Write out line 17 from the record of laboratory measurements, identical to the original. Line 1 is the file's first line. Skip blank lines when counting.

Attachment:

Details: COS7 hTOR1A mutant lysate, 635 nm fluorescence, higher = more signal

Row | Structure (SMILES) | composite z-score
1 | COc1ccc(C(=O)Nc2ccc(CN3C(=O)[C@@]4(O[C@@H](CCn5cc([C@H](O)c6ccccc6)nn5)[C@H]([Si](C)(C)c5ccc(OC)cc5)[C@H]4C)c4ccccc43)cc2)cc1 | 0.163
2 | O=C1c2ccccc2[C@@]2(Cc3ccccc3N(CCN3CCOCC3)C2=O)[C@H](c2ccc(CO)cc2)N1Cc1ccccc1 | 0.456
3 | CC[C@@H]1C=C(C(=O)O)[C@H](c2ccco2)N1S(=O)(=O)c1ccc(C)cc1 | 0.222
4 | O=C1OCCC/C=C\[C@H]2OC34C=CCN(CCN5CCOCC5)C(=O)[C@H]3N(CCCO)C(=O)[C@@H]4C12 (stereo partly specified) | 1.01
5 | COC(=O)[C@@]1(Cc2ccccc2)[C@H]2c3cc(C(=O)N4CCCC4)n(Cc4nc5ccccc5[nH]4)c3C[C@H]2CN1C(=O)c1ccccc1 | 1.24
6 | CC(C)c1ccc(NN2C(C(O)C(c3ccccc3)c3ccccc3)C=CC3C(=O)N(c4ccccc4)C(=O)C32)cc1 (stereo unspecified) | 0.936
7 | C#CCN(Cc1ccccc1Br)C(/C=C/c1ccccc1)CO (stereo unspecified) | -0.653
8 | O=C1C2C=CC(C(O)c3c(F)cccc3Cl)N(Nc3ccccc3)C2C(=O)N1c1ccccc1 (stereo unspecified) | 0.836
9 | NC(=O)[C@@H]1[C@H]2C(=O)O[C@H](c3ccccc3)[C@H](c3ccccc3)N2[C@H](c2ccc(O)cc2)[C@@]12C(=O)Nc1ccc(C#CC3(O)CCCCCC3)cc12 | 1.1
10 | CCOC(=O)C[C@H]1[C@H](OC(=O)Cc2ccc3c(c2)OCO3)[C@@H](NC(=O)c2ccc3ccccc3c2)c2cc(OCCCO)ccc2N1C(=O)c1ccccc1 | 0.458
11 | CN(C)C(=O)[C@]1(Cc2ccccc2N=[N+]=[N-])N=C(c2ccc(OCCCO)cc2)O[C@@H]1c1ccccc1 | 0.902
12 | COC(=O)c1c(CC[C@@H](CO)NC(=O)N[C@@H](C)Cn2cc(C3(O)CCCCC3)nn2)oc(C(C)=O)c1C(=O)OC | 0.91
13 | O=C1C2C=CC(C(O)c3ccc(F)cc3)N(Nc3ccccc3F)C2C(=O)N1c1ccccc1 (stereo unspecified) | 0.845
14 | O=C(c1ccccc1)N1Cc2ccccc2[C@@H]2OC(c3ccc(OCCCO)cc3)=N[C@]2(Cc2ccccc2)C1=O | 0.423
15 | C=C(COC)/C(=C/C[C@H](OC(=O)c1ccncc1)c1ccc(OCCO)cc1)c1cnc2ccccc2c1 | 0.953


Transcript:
15 | C=C(COC)/C(=C/C[C@H](OC(=O)c1ccncc1)c1ccc(OCCO)cc1)c1cnc2ccccc2c1 | 0.953